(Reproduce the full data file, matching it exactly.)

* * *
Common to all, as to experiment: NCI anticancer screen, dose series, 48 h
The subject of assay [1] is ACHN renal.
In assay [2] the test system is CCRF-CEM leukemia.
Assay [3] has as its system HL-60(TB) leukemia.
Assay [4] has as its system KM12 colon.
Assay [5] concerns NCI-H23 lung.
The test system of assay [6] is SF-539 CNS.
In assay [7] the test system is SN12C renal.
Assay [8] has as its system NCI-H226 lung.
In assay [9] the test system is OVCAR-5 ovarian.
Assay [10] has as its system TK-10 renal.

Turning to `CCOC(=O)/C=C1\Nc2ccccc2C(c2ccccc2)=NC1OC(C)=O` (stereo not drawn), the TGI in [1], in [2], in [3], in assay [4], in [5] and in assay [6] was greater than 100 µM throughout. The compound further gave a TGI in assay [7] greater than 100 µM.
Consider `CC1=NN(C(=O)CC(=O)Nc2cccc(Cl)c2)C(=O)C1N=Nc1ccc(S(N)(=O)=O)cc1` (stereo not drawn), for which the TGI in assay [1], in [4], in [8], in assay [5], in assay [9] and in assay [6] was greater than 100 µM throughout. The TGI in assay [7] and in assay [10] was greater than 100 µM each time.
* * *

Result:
Common to all, as to experiment: NCI anticancer screen, dose series, 48 h
The subject of assay [1] is ACHN renal.
In assay [2] the test system is CCRF-CEM leukemia.
Assay [3] has as its system HL-60(TB) leukemia.
Assay [4] has as its system KM12 colon.
Assay [5] concerns NCI-H23 lung.
The test system of assay [6] is SF-539 CNS.
In assay [7] the test system is SN12C renal.
Assay [8] has as its system NCI-H226 lung.
In assay [9] the test system is OVCAR-5 ovarian.
Assay [10] has as its system TK-10 renal.

Turning to `CCOC(=O)/C=C1\Nc2ccccc2C(c2ccccc2)=NC1OC(C)=O` (stereo not drawn), the TGI in [1], in [2], in [3], in assay [4], in [5] and in assay [6] was greater than 100 µM throughout. The compound further gave a TGI in assay [7] greater than 100 µM.
Consider `CC1=NN(C(=O)CC(=O)Nc2cccc(Cl)c2)C(=O)C1N=Nc1ccc(S(N)(=O)=O)cc1` (stereo not drawn), for which the TGI in assay [1], in [4], in [8], in assay [5], in assay [9] and in assay [6] was greater than 100 µM throughout. The TGI in assay [7] and in assay [10] was greater than 100 µM each time.